Impact of nephrectomy on long-term renal function in non-syndromic children treated for unifocal Wilms tumor

Adam J.M. Kern*, Brian Inouye, Joan S. Ko, Michael A. Gorin, Mohamad E. Allaf, Seth Goldstein, Heather N. Dicarlo, Bhavik B. Shah, Ming Hsien Wang

*Corresponding author for this work

Research output: Contribution to journalArticlepeer-review

16 Scopus citations


Objective The present study is designed to assess the long-term renal function of children who underwent radical nephrectomy for unifocal Wilms tumor.

Methods A single institution retrospective cohort study of non-syndromic children treated with radical nephrectomy for unifocal Wilms tumor between 1995 and 2011 was performed to identify risk factors for decreased glomerular filtration rate (GFR). The primary endpoint was decrease in age-adjusted GFR below normal published ranges. The secondary endpoint was progression to chronic renal insufficiency (CRI).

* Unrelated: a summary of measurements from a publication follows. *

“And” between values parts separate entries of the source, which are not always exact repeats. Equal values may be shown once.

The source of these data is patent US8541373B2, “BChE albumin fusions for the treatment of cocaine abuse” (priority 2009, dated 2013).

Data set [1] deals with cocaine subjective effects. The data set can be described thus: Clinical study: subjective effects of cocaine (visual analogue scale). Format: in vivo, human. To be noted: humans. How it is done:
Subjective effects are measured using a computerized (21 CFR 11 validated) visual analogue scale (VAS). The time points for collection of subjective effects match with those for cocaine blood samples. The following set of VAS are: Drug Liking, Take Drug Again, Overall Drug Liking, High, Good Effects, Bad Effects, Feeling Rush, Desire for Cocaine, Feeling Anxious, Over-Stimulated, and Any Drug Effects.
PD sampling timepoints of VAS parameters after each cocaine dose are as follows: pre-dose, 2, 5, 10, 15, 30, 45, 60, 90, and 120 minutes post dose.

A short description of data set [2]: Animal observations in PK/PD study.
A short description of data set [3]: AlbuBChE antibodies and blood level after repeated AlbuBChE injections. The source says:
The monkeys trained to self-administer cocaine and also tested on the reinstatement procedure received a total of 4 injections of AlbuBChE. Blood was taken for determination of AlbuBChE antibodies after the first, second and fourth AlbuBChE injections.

Results A total of 55 patients were identified in the cohort. Eight (15%) patients exhibited decreased age-adjusted GFR during the follow-up period, with 2 (4%) progressing to CRI. Increasing time between surgery and the last known GFR follow-up was associated with decreased GFR, with the normal GFR group having median follow-up of 7.32 years versus 11.47 years (p = 0.019) in the decreased GFR group.

Conclusions A trend toward decline in GFR was detected with longer follow-up. Longer follow-up may reveal that clinically significant decline in renal function occurs years following nephrectomy among a subset of Wilms tumor survivors, even among those who do not progress to end stage renal disease.

Original languageEnglish (US)
Pages (from-to)662-666
Number of pages5
JournalJournal of Pediatric Urology
Issue number4
StatePublished - Aug 1 2014


  • Nephrectomy
  • Nephron-sparing surgery
  • Wilms tumor

ASJC Scopus subject areas

  • Urology
  • Pediatrics, Perinatology, and Child Health


Dive into the research topics of 'Impact of nephrectomy on long-term renal function in non-syndromic children treated for unifocal Wilms tumor'. Together they form a unique fingerprint.

Cite this